Below is a little crop shown at 100%. The image was shot with a Canon 5D2 and a Distagon 35 mm, ISO 400, 1.6 seconds, probably f/11.

It was processed in Raw Developer using R-L deconvolution with radius 0.6, 10 iterations. No other sharpening. Output as linear tif. Then the CA was treated in ACR, -5/0, defringe all edges.

A tone curve of 4/0, 128/96 and 255/255 was applied in the same 4 different ways as above.

[attachment=21206:1_Detail_Ugolini.jpg] 1-Detail_Ugolini
[attachment=21207:2_Detail_PS_Lum.jpg] 2-Detail_PS_Lum
[attachment=21208:3_Detail_PS_RGB.jpg] 3-Detail_PS_RGB
[attachment=21209:4_Detail_ACR.jpg] 4-Detail_ACR
 
Can you see loss of detail? This time, I, too, see that the greens are clearer in Ugolini mode and PS_lum (upper left in image).

A strange experience: This time NO saturation increase was needed in the lum modes - any such would have looked quite unnatural, with ACR and PS_RGB as the visual reference.

That leaves me with the question: How shall I adjust saturation in the future? Is there any reference (visual or by the numbers) which just tries to be as natural as possible and is not tailored to meet the appearance of film or any other artifacts, pre-exspectations or habits?

Good light! - Hening.
« Last Edit: April 01, 2010, 03:26:28 PM by Hening Bettermann » Logged

Marco Ugolini
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« Reply #12 on: April 01, 2010, 09:46:47 PM »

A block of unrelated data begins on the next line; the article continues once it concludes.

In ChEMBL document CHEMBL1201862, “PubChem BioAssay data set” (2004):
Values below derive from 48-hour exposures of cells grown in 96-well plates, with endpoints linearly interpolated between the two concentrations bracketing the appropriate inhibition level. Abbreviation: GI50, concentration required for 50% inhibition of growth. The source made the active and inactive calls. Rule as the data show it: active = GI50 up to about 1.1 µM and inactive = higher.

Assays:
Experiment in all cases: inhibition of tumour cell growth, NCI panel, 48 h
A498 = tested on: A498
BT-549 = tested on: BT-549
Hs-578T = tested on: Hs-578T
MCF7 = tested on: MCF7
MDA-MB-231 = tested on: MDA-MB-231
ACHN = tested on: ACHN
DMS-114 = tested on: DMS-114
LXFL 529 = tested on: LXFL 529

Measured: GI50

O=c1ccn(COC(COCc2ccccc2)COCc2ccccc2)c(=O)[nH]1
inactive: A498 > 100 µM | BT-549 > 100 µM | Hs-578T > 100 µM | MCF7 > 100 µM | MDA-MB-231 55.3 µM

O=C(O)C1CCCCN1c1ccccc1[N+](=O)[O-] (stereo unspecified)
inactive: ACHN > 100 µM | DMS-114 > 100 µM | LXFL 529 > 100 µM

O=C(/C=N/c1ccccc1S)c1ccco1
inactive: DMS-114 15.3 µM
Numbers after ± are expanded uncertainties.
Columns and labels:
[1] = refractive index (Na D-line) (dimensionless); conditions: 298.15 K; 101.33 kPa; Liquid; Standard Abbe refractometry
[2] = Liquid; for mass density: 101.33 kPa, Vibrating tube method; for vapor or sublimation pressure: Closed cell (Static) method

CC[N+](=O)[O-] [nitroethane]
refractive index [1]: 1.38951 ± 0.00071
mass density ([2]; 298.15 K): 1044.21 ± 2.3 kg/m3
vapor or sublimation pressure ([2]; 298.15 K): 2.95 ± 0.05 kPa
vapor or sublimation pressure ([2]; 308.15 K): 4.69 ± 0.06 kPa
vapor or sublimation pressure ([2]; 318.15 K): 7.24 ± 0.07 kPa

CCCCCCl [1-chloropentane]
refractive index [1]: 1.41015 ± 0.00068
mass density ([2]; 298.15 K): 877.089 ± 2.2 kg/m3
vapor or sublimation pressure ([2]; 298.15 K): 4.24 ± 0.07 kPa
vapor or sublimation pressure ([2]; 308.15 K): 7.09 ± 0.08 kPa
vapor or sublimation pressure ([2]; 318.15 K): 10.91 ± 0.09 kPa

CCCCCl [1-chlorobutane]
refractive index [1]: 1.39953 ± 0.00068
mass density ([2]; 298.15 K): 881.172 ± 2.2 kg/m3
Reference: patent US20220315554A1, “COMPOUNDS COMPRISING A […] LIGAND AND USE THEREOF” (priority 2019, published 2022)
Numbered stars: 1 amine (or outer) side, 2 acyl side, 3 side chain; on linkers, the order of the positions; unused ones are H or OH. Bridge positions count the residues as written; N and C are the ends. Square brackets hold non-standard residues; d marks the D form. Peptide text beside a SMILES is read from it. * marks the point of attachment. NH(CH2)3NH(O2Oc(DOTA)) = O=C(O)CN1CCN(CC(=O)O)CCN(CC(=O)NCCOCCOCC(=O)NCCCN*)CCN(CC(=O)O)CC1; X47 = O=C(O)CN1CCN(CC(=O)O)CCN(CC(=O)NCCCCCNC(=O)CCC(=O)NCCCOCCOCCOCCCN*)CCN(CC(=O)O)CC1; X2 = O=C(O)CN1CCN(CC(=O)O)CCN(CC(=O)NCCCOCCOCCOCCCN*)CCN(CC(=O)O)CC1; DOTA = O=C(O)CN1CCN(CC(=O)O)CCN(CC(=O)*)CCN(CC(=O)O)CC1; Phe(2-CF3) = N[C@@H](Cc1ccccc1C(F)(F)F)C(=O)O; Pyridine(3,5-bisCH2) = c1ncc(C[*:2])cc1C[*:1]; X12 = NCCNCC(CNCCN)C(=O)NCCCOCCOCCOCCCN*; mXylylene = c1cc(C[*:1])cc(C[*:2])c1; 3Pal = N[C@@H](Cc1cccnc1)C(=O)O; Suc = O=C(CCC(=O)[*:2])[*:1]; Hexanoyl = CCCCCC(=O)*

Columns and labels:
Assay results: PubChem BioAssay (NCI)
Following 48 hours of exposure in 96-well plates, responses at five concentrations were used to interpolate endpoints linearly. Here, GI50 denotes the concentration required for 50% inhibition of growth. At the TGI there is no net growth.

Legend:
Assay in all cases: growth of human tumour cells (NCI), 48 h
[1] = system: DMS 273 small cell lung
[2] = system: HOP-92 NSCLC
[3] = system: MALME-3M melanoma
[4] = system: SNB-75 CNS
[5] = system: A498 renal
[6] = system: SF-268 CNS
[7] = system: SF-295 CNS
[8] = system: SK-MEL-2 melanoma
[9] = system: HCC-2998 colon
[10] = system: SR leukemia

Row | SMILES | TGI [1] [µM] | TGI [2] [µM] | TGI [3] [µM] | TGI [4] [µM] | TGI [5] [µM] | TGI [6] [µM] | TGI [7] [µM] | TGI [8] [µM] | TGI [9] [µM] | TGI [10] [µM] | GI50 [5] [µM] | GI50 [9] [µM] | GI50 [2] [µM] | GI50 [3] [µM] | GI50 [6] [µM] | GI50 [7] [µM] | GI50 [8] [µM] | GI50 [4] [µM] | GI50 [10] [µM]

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Quote from: Hening Bettermann
Anyway, here is the base image, a linear tif output from Raw Developer with R-L deconvolution, radius 1, 10 iterations, ProPhoto profile.
Well, this is a screenshot of an image file.

It's difficult to estimate the potential usefulness of a procedure without using the actual image file, and not just a screenshot of it.

Any chance to get the actual TIFF?
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Marco Ugolini
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« Reply #13 on: April 01, 2010, 10:27:02 PM »
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Why don't we use an image with far more saturation and color to test the results of our workflows?

I have an image that may fit the bill:

http://tinyurl.com/yaag2jd

I am offering 3 versions of it, in PSD format (layered), all of which use exactly the same Curves adjustment layer in slightly different combinations, and with clearly different results:

1) Curve_Clipped_to_Lum_Mask.psd - the adjustment curve is clipped to a Luminosity Mask;

2) Curve_in_Lum_Mode.psd - the Curves layer is set to Luminosity blend mode;

3) Curve_in_Normal_Mode.psd - the Curves layer is used in its default Normal mode.


I look forward to your comments.